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Parallel Session: Dementia diagnosis and treatment

Abstracts and presentations

Care diagnosis: improving the quality of primary care for people with dementia

Jan de Lepeleire, Katholieke Universiteit Leuven, Belgium,
Co-author: Mieke Vermandere

Background: The large majority of people with dementia live at home, alone or with their partner. Availability, coherence and continuity of formal and informal care providers are necessary conditions for qualitative care. Integration and cooperation of family caregivers and volunteers, general practitioners, psychiatrists, neurologists, psychologists, nurses, memory clinics and institutions for elderly care are essential. Besides the diagnosis of dementia, it is extremely important to map the care needs of the patient, and the load and coping capacities of the caregivers. But what other elements should be included in a process of ‘care diagnosis’?

Methods: Performing a Medline-search we found a number of papers in which the authors tried to give a description of care diagnosis. Based on these papers, we selected 26 items which should be included in a care diagnosis. We interviewed relevant stakeholders in dementia care: caregivers, general practitioners, nurses, a geriatric, a neurologist and a psychiatrist. The transcipted data will be analysed a qualitative way to look for key items relevant for a care diagnosis. In a second step, the results will be implemented and evaluated.

Results: We expect the final results of our study in April 2009.

Conclusion: Care diagnosis is a growing field of interest in the domain of dementia care. It is a challenge to describe the necessary elements of care diagnosis. After collecting the data from our interviews, we will present a work document for primary caregivers. The implementation of this document in daily practice and the making of a care plan will be another challenge in dementia care.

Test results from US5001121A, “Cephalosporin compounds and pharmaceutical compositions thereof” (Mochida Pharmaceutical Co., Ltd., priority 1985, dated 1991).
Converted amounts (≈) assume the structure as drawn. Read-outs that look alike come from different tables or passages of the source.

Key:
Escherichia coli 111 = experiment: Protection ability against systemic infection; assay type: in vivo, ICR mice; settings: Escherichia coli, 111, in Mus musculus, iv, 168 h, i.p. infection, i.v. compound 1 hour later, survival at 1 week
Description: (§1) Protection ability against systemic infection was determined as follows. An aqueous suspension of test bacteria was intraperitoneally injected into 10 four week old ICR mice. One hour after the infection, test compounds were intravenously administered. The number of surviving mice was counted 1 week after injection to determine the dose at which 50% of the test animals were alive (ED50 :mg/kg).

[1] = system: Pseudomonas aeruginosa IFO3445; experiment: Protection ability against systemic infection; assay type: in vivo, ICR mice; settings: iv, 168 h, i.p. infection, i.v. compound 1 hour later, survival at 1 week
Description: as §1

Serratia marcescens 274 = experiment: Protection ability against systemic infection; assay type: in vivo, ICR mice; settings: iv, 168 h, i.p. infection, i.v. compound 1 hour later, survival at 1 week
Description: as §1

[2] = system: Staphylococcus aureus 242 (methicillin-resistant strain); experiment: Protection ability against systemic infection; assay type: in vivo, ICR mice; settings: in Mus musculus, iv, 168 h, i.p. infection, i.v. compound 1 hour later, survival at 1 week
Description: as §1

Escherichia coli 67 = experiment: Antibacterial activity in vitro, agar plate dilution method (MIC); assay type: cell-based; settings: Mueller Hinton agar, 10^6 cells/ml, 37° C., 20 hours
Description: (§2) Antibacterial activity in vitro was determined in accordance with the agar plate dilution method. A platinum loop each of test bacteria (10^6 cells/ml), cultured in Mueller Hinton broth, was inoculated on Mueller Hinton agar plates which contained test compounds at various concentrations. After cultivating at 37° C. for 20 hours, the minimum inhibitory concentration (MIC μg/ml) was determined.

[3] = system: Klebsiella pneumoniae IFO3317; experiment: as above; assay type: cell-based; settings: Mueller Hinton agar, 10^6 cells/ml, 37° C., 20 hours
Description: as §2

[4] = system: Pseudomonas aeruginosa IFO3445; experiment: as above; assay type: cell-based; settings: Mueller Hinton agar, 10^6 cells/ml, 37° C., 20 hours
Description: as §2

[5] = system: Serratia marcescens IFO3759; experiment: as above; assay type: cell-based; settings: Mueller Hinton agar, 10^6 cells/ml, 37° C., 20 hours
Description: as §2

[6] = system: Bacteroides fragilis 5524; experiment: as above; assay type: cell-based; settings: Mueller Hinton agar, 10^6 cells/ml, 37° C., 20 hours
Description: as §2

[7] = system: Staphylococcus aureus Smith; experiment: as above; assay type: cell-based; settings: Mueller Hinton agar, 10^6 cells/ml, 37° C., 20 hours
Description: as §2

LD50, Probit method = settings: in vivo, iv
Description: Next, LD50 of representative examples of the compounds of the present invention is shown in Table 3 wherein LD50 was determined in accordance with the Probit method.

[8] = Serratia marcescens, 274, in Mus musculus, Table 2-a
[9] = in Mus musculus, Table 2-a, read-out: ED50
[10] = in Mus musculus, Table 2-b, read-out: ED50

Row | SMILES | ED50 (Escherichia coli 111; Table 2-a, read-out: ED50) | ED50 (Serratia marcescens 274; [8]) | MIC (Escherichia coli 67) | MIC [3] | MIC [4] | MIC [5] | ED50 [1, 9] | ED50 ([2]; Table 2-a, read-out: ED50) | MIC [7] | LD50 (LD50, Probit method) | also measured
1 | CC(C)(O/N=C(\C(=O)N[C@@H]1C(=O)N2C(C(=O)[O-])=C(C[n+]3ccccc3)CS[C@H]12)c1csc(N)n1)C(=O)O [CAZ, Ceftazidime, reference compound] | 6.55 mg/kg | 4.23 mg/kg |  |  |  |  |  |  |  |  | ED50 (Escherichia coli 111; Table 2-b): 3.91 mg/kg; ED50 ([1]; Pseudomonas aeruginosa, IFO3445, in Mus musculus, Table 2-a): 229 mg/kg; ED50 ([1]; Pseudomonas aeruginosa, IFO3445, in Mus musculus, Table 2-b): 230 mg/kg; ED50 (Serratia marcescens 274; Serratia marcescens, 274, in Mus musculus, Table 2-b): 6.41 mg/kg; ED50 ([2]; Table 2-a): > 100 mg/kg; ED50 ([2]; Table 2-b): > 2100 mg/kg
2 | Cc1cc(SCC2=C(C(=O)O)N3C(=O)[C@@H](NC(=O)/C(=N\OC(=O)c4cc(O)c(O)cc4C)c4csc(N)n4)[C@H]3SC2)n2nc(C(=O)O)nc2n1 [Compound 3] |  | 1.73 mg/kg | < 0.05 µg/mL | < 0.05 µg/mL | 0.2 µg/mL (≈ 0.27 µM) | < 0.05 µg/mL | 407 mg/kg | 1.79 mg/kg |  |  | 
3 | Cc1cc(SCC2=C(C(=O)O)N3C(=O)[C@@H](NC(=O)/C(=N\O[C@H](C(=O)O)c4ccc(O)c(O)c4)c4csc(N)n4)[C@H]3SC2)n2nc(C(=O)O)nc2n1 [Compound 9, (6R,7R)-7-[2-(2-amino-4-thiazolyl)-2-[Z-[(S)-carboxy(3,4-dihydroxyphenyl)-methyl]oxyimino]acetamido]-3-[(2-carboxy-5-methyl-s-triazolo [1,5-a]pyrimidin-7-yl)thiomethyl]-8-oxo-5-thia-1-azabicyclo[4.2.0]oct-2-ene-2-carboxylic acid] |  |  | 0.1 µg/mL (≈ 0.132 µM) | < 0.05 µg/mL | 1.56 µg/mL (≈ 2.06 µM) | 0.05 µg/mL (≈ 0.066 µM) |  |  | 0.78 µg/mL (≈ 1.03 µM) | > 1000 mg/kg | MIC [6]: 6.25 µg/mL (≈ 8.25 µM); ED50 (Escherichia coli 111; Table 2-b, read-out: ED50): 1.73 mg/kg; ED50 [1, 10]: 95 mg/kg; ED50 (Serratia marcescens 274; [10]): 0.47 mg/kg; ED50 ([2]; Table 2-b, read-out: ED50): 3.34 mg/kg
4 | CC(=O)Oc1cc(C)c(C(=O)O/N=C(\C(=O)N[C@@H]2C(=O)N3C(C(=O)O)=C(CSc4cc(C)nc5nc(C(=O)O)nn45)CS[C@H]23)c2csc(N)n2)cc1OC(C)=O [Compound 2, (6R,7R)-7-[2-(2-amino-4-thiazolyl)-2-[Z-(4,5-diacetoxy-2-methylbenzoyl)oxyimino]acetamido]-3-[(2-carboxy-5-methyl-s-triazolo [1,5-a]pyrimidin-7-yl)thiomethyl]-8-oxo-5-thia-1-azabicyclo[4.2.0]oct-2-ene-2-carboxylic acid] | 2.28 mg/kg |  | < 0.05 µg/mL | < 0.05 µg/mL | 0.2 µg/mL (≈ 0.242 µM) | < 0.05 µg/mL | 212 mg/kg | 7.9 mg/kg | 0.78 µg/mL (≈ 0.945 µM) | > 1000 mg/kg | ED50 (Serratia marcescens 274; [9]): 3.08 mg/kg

Improving the cooperation between general practitioners and community nurses in dementia care

Hendrik van den Bussche, University Medical Centre Hamburg-Eppendorf, Germany,
Co-authors: Annette Ernst, Aenne-Doerte Jahncke-Latteck, Uta Schramm

In Germany, some 75% of patients with dementia live at home, supported and nursed primarily by family caregivers. In addition, GPs and community nurses play an important role in the care, either directly towards the patient or indirectly through supporting the family caregivers. It can be presumed that an optimal communication and cooperation between GPs and nurses would be beneficial for the family caregivers in the sense of burden reduction and thus indirectly for the person with dementia. In Germany, however, this cooperation is far from optimal, as the two professions have almost no contact to define common care objectives and evaluate the effects of their care.

The objective of the study is to develop a toolbox of instruments to improve the cooperation between the two professions and to test the effects of these instruments in a complex intervention evaluated within a randomised controlled trial in Hamburg. The toolbox contains interventions on different levels, e.g. clinical conferences together with the caregivers, measures to increase accessibility, common documentation formats etc.

In the RCT, 30 nursing services working under the umbrella of the Protestant Church and covering the whole territory of the city were allocated at random to the intervention and the control arm. In the intervention arm the complex intervention will be tested over 12 months, whereas in the control group treatment as usual will take place. The project covers some 600 patients and their caregivers. Evaluation will be done by means of attitude questionnaires and case documentation. The project is actively supported by the Department of Nursing of the University of Applied Sciences, the Alzheimer Association, the Association of GPs and the Association of NurseS The project is funded by the Federal Ministry of Health.

The Liaison-Dementia Project

Michael Schuerch, IPAL, Belgium,

The «Intercommunale de Soins spécialisés de Liège» (ISoSL), is divided into three sectors of activity:

  • Sector A - Psychiatric hospital care and associated services.
  • Sector B - Specialized hospital care in geriatrics, psychogeriatrics, palliative care and rehabilitation.
  • Sector C - Residential care and services for the elderly.

Sector B has the largest psychogeriatrics centrer in Belgium, with 141 beds, a day hospital and an outpatient clinic.